Occupants of smaller cars are at increased risk in all kinds of crashes, not just ones with heavier vehicles, according to The Insurance Institute For Highway Safety. Almost half of all crash deaths in minicars occur in single-vehicle crashes. Even if all cars became smaller and lighter, the result would be to afford less occupant protection fleetwide in single-vehicle crashes. The death rate per million 1-3-year-old minis in single-vehicle crashes during 2007 was 35 compared with 11 per million for very large cars. Even in midsize cars, the death rate in single-vehicle crashes was 17 percent lower than in minicars.
The addition of safety features, such as airbags, advanced belts, electronic stability control, and other features, to the smallest cars in recent years reduces injury risk, but they’ve been added to cars of all sizes. Thus the smallest cars still don’t match the bigger cars in terms of occupant protection. The lower death rate in larger cars involved in single-vehicle accidents is because many objects that vehicles hit aren’t solid, and vehicles that are big and heavy have a better chance of moving or deforming the objects they strike. This dissipates some of the energy of the impact.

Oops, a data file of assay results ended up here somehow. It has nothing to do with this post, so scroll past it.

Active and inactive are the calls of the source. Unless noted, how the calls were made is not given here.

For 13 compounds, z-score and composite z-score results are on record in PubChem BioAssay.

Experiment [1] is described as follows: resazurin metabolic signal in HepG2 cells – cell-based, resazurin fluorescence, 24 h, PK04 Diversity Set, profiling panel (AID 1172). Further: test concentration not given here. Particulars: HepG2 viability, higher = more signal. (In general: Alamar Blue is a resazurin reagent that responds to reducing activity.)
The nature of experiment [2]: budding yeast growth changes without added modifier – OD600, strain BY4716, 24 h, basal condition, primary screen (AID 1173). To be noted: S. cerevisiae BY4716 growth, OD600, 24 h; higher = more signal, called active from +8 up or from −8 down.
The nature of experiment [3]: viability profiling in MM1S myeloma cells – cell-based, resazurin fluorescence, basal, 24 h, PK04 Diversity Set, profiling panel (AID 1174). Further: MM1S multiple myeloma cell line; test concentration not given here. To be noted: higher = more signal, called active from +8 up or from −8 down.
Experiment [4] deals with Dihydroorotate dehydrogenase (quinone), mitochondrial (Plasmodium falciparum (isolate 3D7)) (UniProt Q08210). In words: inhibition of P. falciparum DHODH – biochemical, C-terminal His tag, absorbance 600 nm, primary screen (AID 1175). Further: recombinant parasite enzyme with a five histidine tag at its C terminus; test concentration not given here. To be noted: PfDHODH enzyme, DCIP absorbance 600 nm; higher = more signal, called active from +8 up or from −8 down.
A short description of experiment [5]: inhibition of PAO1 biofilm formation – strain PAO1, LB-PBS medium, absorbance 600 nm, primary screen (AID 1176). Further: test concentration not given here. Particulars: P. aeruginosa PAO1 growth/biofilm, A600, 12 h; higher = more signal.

The Insurance Institute For Highway Safety conducted three front-to-front crash tests, each involving a microcar or minicar into a midsize model from the same manufacturer. The match-ups were: Honda Accord versus Fit: Mercedes C class versus Smart Fortwo: and Toyota Camry versus Yaris. The tests show how extra vehicle size and weight enhance occupant protection in collisions.
In a collision involving two vehicles that differ in size and weight, the people in the smaller, lighter vehicle will be at a disadvantage. The bigger, heavier vehicle will push the smaller, lighter one backward during the impact. This means there will be less force on the occupants of the heavier vehicle and more on the people in the lighter vehicle. Greater force means greater risk, so the likelihood of injury goes up in the smaller, lighter vehicle.
Yet another claim is that minicars are easier to maneuver, so their drivers can avoid crashes in the first place. Insurance claims experience says otherwise. The frequency of claims filed for crash damage is higher for mini 4-door cars than for midsize ones.
The lawyers at Levine & Slavit have decades of experience handling personal injury claims including those involving auto accidents. For over 50 years spanning 3 generations, we have obtained results for satisfied clients. We have offices in Manhattan and Long Island, handling cases in New York City, the Bronx, Brooklyn, Queens and surrounding areas.